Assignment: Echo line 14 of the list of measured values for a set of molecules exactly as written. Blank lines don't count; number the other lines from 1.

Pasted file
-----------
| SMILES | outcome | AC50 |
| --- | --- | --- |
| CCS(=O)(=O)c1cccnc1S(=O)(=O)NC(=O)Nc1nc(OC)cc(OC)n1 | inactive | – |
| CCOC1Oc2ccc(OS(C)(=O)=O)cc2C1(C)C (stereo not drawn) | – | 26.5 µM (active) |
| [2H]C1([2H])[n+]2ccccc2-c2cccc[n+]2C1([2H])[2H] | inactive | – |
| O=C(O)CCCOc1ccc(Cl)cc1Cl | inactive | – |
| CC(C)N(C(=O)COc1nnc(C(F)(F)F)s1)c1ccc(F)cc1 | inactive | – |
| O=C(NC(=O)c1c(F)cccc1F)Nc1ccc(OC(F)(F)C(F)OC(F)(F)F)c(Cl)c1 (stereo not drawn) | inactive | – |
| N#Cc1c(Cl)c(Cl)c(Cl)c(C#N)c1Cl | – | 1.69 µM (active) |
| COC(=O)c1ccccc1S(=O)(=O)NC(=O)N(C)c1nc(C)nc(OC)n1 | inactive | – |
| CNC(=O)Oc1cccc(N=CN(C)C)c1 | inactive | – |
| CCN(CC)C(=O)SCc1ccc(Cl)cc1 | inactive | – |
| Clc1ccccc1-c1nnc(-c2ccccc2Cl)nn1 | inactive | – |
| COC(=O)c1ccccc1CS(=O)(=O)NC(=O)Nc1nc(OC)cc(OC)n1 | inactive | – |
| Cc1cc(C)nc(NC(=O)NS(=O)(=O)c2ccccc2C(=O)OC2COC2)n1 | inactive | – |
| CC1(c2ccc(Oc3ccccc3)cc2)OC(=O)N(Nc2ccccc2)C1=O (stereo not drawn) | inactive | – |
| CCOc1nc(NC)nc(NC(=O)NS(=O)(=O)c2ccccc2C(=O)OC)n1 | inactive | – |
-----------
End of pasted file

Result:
| COC(=O)c1ccccc1CS(=O)(=O)NC(=O)Nc1nc(OC)cc(OC)n1 | inactive | – |